Pahsahëman — The Lenape Indian Football Game
Based on a paper by Jim Rementer, published in Bulletin #48 of the Archaeological Society of New Jersey (1993) and updated with additional information and photographs for the Tribal website.
It is a beautiful morning in late Spring. The year is 1600. In a large open field near one of their main villages (in an area the white people would later name Philadelphia) the people are playing a game. Laughter can be heard from the participants and spectators alike. The people relish these carefree moments playing their game which they call Pahsahëman. Little did they know as they played the game that four hundred years later their descendants would be playing the same game, however, their location had change because they were now in a far-off land called Oklahoma.
The games played by the Lenape or Delaware Indians have not been well documented. When they have been mentioned in the literature, many details of the games are sadly lacking.
The Lenape Indians have long played a version of football which differs markedly from the football game known to non-Indians. In the Lenape football game, men are pitted against the women in a very rough-and-tumble game.
We are giving the rules of the game which were written out by the late Nora Thompson Dean (Touching Leaves Woman) for the Lenape Land Association in Pennsylvania.1 Since the organization no longer exists, this information which was printed in their newsletter in April, 1971, would otherwise be lost.2 We begin with a brief history of the game.
History of the Game
Various forms of football were played along the northeast coast of America. Flannery (1939:187) regards football as one of “forty-three traits [which] may be due to independent invention in the coastal Algonquian region, since they are not characteristic of the Iroquoian, Southeastern, or Northern Algonquian areas.” Football games were also recorded for the Micmac, Abnaki, Malecite, Massachusetts, and Narragansett (Flannery 1939:187). Swanton (1928:707) also says it is “apparently a coastal Algonquian game, not found in the Southeast except among the Creeks.”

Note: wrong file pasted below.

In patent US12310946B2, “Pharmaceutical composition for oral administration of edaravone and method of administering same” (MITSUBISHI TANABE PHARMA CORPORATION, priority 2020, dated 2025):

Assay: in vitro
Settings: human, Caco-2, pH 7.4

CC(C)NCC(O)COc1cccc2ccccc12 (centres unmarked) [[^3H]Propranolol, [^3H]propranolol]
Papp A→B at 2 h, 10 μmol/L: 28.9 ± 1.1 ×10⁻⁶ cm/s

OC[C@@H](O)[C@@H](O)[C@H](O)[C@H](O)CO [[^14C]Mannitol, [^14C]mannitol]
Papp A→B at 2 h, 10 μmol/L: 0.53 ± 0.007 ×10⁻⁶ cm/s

Some forms of football were played men-against-men as among the Massachuset in 1634, reported by William Wood (Culin 1901:698). In a number of cases the text does not indicate whether the teams were composed of men only, or men-versus women. A good example is the following brief account by Roger Williams who wrote about “pasuckquakohowauog,” which he translates as “they meet to foot-ball.” He says:
They have great meetings of foot-balle playing, only in summer, town against town, upon some broad sandy shore, free from stone, or upon some soft heathie plot, because of their naked feet, at which they have great stakings, but seldom quarrel (Williams 1643:146).
Some writers (Speck 1931:76 and Goddard 1978:231) claim the Lenape learned this game from the Shawnee. In fact, we have no very early descriptive accounts of the game among the Lenape. Neither do we have any early accounts for the game among the Shawnee, so far as this writer knows.
We know from historical accounts that at least some of the Shawnee arrived in the homeland of the Lenape about the year 1692, and settled near the Delaware River in eastern Pennsylvania (Howard 1981:7).
Thirty-six years earlier, in 1656, Daniel Denton wrote, “Their Recreations are chiefly Foot-ball and Cards, at which they will play away all they have, excepting a Flap to cover their nakedness” (Denton 1670:7).
Unfortunately Denton uses the term “Indians” to describe any and all tribes he met in the area, so we cannot be certain whether the game was used by groups of the Munsee Delawares, or Montauk farther east on Long Island, or both. However, this does tell us that a form of a football game was being played by Delawares or closely related tribes living just north and east of the main body of Lenape at least as early as 1656.
At the Jamestown settlement in Virginia, we find an account of the football game by Henry Spelman. He was captured and raised by the Indians for two years (1609-1610) and later served as interpreter for the colony. In his account of the game, he says:
They [the Virginia Indians] use beside football play, which wemen and young boyes doe much play at. The men never. They make ther Gooles as ours only they never fight nor pull one another doune (Arber 1910:CXIV). [His comment, “The men never,” frequently applies to the game today as most of the male players are older boys and young men.]
Another account written about 1610 from the same area reads: